Ahhh rhubarb season…
I feel a certain nostalgia about rhubarb. When I visited my grandfather as a kid, I would follow him around the garden while he picked rhubarb. He often ate it stewed on toast and would sent us home with grocery bags full of the red-green stalks. He has since passed away, but I have his rhubarb plants in my garden now (along with a peony bush from his garden).
So, I’ve been making a lot of stewed rhubarb lately. My recipe, adapted from a Jamie Oliver cookbook, is to chop enough rhubarb until my medium saucepan is 1/2 to 2/3 full. Add the juice of 1 orange and 2/3 cup sugar. (All amounts are flexible depending on how sweet or tart you like your rhubarb.) Bring the mixture to a boil and then let simmer for 5-10 minutes until the rhubarb is mushy.
I put the stewed rhubarb in oatmeal or yogurt, or on toast for breakfast. However, my most creative rhubarb endeavour to date was a batch of Rhubarb Blintzes. My partner and I were deciding what to bring to a potluck brunch. He wanted to make blintzes, but was out of the ingredients for cheese filling and for apple filling. He did, however, have a backyard full of rhubarb, and thus the idea of the rhubarb blintz was born.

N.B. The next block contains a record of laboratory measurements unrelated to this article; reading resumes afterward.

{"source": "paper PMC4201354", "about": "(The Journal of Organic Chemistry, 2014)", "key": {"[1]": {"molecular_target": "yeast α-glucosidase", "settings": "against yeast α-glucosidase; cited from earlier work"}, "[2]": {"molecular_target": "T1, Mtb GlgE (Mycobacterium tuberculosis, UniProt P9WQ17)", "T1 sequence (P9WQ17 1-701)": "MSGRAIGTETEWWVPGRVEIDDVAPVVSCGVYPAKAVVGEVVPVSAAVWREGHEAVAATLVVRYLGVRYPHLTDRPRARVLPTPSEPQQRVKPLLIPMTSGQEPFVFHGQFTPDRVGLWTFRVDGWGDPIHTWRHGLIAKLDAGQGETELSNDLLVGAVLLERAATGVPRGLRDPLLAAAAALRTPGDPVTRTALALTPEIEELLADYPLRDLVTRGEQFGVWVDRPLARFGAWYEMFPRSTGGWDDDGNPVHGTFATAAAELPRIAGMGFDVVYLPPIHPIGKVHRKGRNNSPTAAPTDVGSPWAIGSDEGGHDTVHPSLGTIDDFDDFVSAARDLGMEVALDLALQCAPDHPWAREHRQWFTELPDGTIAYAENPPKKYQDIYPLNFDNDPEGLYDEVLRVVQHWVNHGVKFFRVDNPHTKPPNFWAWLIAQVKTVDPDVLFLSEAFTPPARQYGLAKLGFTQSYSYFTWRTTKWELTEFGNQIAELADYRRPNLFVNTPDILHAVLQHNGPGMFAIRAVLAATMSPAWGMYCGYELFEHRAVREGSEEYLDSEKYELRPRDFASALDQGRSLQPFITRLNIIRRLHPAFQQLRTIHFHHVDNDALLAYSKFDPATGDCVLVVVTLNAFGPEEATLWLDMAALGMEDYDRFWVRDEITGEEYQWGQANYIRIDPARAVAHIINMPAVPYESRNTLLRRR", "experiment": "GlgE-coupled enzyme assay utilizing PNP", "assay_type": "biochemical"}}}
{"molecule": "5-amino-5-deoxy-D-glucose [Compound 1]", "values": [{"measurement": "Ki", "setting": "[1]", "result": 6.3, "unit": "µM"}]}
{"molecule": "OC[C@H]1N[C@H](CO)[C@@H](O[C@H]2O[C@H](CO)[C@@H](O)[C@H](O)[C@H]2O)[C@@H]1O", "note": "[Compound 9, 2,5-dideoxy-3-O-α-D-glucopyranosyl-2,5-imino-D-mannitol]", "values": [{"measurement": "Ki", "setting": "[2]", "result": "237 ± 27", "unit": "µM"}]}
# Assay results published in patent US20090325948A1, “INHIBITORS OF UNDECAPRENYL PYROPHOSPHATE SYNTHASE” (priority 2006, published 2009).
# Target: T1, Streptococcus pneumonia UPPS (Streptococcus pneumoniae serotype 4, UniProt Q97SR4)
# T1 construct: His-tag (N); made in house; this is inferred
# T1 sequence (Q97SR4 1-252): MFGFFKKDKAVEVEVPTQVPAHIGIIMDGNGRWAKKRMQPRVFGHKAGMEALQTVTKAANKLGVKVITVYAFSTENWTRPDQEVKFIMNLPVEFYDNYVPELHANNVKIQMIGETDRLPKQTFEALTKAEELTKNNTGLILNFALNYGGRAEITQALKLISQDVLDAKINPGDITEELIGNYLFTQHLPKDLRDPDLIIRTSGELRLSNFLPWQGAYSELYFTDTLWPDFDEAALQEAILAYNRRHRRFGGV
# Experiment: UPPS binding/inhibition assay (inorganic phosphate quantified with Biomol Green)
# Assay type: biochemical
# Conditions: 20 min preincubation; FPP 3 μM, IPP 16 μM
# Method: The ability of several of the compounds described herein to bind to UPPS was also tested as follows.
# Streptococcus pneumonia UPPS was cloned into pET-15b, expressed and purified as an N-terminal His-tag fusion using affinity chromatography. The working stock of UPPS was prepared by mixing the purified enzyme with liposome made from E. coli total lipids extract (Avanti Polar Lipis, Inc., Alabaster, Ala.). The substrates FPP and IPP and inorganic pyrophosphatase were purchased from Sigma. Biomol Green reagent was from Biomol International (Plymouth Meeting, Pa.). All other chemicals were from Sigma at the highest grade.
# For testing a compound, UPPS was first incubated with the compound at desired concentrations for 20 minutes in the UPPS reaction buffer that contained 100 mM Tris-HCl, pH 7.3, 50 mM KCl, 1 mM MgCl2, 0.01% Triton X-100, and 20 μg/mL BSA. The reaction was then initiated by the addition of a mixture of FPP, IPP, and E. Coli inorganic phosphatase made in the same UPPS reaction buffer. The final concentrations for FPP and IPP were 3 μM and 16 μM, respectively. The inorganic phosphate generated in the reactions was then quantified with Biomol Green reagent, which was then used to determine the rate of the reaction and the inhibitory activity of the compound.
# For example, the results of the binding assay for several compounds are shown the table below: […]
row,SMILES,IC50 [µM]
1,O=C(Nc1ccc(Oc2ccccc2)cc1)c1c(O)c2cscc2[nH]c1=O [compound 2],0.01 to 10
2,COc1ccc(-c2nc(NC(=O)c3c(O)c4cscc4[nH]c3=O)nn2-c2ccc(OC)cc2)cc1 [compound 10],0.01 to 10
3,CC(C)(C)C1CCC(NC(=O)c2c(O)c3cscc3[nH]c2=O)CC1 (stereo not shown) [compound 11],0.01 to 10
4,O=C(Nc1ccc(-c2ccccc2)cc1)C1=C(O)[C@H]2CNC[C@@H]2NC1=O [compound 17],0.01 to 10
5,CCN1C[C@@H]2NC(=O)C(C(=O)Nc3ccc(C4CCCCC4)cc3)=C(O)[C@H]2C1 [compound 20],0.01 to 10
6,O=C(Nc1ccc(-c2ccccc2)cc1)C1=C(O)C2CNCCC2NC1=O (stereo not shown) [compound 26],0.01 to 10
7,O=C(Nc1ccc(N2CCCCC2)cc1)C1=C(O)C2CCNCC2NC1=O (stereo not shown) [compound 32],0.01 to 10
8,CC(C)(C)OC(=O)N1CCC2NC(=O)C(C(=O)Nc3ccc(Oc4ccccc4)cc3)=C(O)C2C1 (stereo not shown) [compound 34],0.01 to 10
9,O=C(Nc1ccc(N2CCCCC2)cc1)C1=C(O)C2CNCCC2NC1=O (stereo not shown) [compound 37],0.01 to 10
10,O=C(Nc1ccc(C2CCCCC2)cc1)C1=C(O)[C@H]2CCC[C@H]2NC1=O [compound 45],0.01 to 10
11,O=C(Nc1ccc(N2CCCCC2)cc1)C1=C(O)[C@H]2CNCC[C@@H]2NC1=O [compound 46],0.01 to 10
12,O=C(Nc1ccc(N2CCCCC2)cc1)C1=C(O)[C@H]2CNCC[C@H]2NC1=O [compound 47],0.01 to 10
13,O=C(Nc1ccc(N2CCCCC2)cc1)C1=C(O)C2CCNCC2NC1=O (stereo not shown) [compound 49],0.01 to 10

A blintz is very similar to a crepe. It’s filled with fruit or cheese filling, rolled up burrito style and then baked. Here’s the basic blintz recipe.
Add milk and water to flour. Mix well. Add remaining ingredients and beat until smooth. Let rest 1-2 hours. (Unless you’re late for brunch and then just skip this step. 🙂 ) Bring frying pan to medium-high heat. Add oil. Make sure you wait until the pan is hot before adding batter, otherwise it will stick. Add batter 1/2 a ladleful at a time, tipping the pan to ensure that the blintz is thin. Flip and cook briefly on the other side. Once you have a stack of blintzes, fill each with 2 tbsp of filling. (We used the stewed rhubarb recipe described above.) Fold in the sides, roll it up, and place in a lightly greased pan. Bake at 375 for 20 minutes. Serve hot with sour cream.
Yours in food,